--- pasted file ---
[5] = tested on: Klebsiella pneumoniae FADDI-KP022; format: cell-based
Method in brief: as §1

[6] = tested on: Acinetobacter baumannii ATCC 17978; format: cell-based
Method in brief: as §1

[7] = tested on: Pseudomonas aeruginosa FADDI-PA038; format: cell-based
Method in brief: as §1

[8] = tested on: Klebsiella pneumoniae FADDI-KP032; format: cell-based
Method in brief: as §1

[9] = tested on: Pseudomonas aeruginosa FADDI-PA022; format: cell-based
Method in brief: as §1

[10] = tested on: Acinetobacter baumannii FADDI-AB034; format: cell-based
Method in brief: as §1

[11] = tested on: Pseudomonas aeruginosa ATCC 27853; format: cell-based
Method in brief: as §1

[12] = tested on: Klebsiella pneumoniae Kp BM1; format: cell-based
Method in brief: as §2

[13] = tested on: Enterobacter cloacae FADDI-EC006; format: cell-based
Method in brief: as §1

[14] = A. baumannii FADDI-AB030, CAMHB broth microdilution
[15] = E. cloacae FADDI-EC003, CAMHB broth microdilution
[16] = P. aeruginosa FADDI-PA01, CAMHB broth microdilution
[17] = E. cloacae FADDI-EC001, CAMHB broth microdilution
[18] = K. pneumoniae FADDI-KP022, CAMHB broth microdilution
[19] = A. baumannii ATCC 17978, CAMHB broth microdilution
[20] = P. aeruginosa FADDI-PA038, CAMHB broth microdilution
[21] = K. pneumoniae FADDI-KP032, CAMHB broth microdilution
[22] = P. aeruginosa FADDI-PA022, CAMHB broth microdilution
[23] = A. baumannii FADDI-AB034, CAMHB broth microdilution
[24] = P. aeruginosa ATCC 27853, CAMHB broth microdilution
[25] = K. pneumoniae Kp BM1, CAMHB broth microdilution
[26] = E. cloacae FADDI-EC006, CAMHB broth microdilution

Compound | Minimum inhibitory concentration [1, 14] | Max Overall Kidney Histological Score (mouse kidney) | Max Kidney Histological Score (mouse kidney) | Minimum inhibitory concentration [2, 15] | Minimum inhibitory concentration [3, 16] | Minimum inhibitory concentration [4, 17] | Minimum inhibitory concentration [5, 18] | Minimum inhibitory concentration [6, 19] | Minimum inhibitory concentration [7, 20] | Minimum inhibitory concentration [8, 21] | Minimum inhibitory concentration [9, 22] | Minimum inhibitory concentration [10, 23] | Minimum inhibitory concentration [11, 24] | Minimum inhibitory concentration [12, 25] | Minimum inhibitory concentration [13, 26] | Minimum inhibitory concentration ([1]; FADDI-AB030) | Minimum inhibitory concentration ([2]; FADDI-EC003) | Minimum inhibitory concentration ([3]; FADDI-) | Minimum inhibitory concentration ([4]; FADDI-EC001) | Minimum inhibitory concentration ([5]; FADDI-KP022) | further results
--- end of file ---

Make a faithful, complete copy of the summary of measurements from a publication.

[5] = tested on: Klebsiella pneumoniae FADDI-KP022; format: cell-based
Method in brief: as §1

[6] = tested on: Acinetobacter baumannii ATCC 17978; format: cell-based
Method in brief: as §1

[7] = tested on: Pseudomonas aeruginosa FADDI-PA038; format: cell-based
Method in brief: as §1

[8] = tested on: Klebsiella pneumoniae FADDI-KP032; format: cell-based
Method in brief: as §1

[9] = tested on: Pseudomonas aeruginosa FADDI-PA022; format: cell-based
Method in brief: as §1

[10] = tested on: Acinetobacter baumannii FADDI-AB034; format: cell-based
Method in brief: as §1

[11] = tested on: Pseudomonas aeruginosa ATCC 27853; format: cell-based
Method in brief: as §1

[12] = tested on: Klebsiella pneumoniae Kp BM1; format: cell-based
Method in brief: as §2

[13] = tested on: Enterobacter cloacae FADDI-EC006; format: cell-based
Method in brief: as §1

[14] = A. baumannii FADDI-AB030, CAMHB broth microdilution
[15] = E. cloacae FADDI-EC003, CAMHB broth microdilution
[16] = P. aeruginosa FADDI-PA01, CAMHB broth microdilution
[17] = E. cloacae FADDI-EC001, CAMHB broth microdilution
[18] = K. pneumoniae FADDI-KP022, CAMHB broth microdilution
[19] = A. baumannii ATCC 17978, CAMHB broth microdilution
[20] = P. aeruginosa FADDI-PA038, CAMHB broth microdilution
[21] = K. pneumoniae FADDI-KP032, CAMHB broth microdilution
[22] = P. aeruginosa FADDI-PA022, CAMHB broth microdilution
[23] = A. baumannii FADDI-AB034, CAMHB broth microdilution
[24] = P. aeruginosa ATCC 27853, CAMHB broth microdilution
[25] = K. pneumoniae Kp BM1, CAMHB broth microdilution
[26] = E. cloacae FADDI-EC006, CAMHB broth microdilution

Compound | Minimum inhibitory concentration [1, 14] | Max Overall Kidney Histological Score (mouse kidney) | Max Kidney Histological Score (mouse kidney) | Minimum inhibitory concentration [2, 15] | Minimum inhibitory concentration [3, 16] | Minimum inhibitory concentration [4, 17] | Minimum inhibitory concentration [5, 18] | Minimum inhibitory concentration [6, 19] | Minimum inhibitory concentration [7, 20] | Minimum inhibitory concentration [8, 21] | Minimum inhibitory concentration [9, 22] | Minimum inhibitory concentration [10, 23] | Minimum inhibitory concentration [11, 24] | Minimum inhibitory concentration [12, 25] | Minimum inhibitory concentration [13, 26] | Minimum inhibitory concentration ([1]; FADDI-AB030) | Minimum inhibitory concentration ([2]; FADDI-EC003) | Minimum inhibitory concentration ([3]; FADDI-) | Minimum inhibitory concentration ([4]; FADDI-EC001) | Minimum inhibitory concentration ([5]; FADDI-KP022) | further results